Recent studies have shown a diet that restricts carbohydrates is more effective in fighting obesity, controlling diabetes and managing heart disease, she says.

The U.S. government seems to be following this shift in thinking. The U.S. Department of Agriculture replaced the carbohydrate-heavy pyramid in April 2005 with MyPyramid, which suggested adults consume at least three ounces of whole grains each day. The U.S. dietary guidelines no longer include daily fat intake maximums and may soon eliminate suggesting a maximum intake for dietary cholesterol, too.

"We know fat is essential. Fat is important in the diet," says Cara Rosenbloom, a registered dietitian. "We just have to make sure we're eating the right fats."

There are many different kinds of fats, but man-made trans fat is "the number one bad fat," she says. It's found in processed foods like baked goods or snack foods, and is often labelled as partially hydrogenated oil or hydrogenated oil.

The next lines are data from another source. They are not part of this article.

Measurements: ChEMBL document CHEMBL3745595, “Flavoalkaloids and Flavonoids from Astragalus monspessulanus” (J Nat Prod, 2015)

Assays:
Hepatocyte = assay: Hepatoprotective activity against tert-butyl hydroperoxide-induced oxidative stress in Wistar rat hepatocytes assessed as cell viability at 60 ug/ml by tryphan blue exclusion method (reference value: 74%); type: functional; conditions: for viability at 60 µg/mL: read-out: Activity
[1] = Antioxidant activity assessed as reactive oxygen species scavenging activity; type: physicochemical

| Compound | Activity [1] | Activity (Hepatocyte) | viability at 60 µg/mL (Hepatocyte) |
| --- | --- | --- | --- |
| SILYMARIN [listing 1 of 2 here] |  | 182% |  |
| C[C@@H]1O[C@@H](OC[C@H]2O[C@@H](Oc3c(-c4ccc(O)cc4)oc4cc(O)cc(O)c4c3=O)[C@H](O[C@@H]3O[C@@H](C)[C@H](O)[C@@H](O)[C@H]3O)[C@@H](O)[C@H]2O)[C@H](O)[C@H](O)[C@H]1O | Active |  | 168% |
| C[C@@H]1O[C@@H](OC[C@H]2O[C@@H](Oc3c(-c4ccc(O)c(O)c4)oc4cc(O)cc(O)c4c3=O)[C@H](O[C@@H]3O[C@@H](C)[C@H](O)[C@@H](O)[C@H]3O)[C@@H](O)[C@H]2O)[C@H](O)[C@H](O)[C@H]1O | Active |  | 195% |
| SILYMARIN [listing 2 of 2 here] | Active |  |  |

She encourages people to stay away from trans fat, but include good fats in their diet by eating more whole foods. Then they'll naturally consume good fats, including:

  • Olive oil or oils derived from nuts and seeds.
  • Fatty fish, like salmon, mackerel, rainbow trout, sardines or tuna.
  • Nuts and seeds.

"It's kind of getting back to basics," she says of eating more natural and less packaged foods. "Then the type of fat naturally just works out to be better for you. There is no trans fat in a diet that's like that. There's no hydrogenated fat in a diet that's like that."